(This article belongs to the collection Feature Papers from Journal Editorial Board)
Open AccessArticle
Value-at-Risk and Models of Dependence in the U.S. Federal Crop Insurance Program
J. Risk Financial Manag. 2019, 12(2), 65; https://doi.org/10.3390/jrfm12020065
Received: 29 March 2019 / Revised: 11 April 2019 / Accepted: 15 April 2019 / Published: 16 April 2019
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Abstract
The federal crop insurance program covered more than 110 billion dollars in total liability in 2018. The program consists of policies across a wide range of crops, plans, and locations. Weather and other latent variables induce dependence among components of the portfolio. Computing [...] Read more.
The federal crop insurance program covered more than 110 billion dollars in total liability in 2018. The program consists of policies across a wide range of crops, plans, and locations. Weather and other latent variables induce dependence among components of the portfolio. Computing value-at-risk (VaR) is important because the Standard Reinsurance Agreement (SRA) allows for a portion of the risk to be transferred to the federal government. Further, the international reinsurance industry is extensively involved in risk sharing arrangements with U.S. crop insurers. VaR is an important measure of the risk of an insurance portfolio. In this context, VaR is typically expressed in terms of probable maximum loss (PML) or as a return period, whereby a loss of certain magnitude is expected to return within a given period of time. Determining bounds on VaR is complicated by the non-homogeneous nature of crop insurance portfolios. We consider several different scenarios for the marginal distributions of losses and provide sharp bounds on VaR using a rearrangement algorithm. Our results are related to alternative measures of portfolio risks based on multivariate distribution functions and alternative copula specifications. Full article
(This article belongs to the Special Issue Risk Analysis and Portfolio Modelling)
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Open AccessArticle
Smoothed Maximum Score Estimation of Discrete Duration Models
J. Risk Financial Manag. 2019, 12(2), 64; https://doi.org/10.3390/jrfm12020064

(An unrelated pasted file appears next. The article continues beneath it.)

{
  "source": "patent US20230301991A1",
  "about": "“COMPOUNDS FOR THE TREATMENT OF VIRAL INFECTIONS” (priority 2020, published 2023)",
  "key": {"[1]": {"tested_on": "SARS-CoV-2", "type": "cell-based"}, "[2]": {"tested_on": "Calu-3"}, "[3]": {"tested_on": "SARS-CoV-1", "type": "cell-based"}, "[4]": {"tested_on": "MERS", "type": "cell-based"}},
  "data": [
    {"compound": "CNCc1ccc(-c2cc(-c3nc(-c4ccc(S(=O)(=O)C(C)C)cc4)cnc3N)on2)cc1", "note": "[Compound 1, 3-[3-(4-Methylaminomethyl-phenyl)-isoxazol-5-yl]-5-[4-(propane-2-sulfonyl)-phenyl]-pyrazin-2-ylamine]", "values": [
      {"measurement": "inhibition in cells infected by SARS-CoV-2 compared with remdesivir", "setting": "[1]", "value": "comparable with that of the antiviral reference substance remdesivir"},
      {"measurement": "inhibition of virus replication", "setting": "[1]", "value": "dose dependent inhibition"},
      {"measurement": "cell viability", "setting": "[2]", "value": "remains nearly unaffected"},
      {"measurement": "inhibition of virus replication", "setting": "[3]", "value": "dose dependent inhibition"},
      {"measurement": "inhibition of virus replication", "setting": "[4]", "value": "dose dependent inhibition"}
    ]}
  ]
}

Received: 7 March 2019 / Revised: 8 April 2019 / Accepted: 9 April 2019 / Published: 15 April 2019
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Abstract
This paper extends Horowitz’s smoothed maximum score estimator to discrete-time duration models. The estimator’s consistency and asymptotic distribution are derived. Monte Carlo simulations using various data generating processes with varying error distributions and shapes of the hazard rate are conducted to examine the [...] Read more.
This paper extends Horowitz’s smoothed maximum score estimator to discrete-time duration models. The estimator’s consistency and asymptotic distribution are derived. Monte Carlo simulations using various data generating processes with varying error distributions and shapes of the hazard rate are conducted to examine the finite sample properties of the estimator. The bias-corrected estimator performs reasonably well for the models considered with moderately-sized samples. Full article
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Open AccessArticle
The Effects of the Financing Facilitation Act after the Global Financial Crisis: Has the Easing of Repayment Conditions Revived Underperforming Firms?
J. Risk Financial Manag. 2019, 12(2), 63; https://doi.org/10.3390/jrfm12020063
Received: 26 January 2019 / Revised: 31 March 2019 / Accepted: 10 April 2019 / Published: 15 April 2019
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Abstract
After the global financial crisis, the Japanese government enacted the Financing Facilitation Act in 2009 to help small and medium-sized enterprises (SMEs) that had fallen into unprofitable conditions. Under this law, when troubled debtors asked financial institutions to ease repayment conditions (e.g., extend [...] Read more.
After the global financial crisis, the Japanese government enacted the Financing Facilitation Act in 2009 to help small and medium-sized enterprises (SMEs) that had fallen into unprofitable conditions. Under this law, when troubled debtors asked financial institutions to ease repayment conditions (e.g., extend repayment periods or bring down interest rates), the institution would have the obligation to meet such needs as best as possible. Afterward, the changing of loan conditions began to be utilized often in Japan as a means for supporting underperforming companies. Although many countries employed various countermeasures against the global financial crisis, the Financing Facilitation Act was unique to Japan. However, there is criticism that it did not become an opportunity for companies to substantially reform their businesses, and that there was a moral hazard on the company’s side. This paper analyses whether the easing of repayment conditions revived underperforming firms and who were likely to recover, by using the “Financial Field Study After the End of the Financing Facilitation Act”, carried out by the Research Institute of Economy, Trade and Industry (RIETI) in Oct 2014. We found that the act was successful in that about 60% of companies whose loan conditions were changed recovered their performance after the loan condition changed, and the attitude that financial institutions had towards support was an important factor in whether performance recovered or not. In sum, the act might be effectual when financial institutions properly support firms, although previous studies tend to emphasize its problems. Full article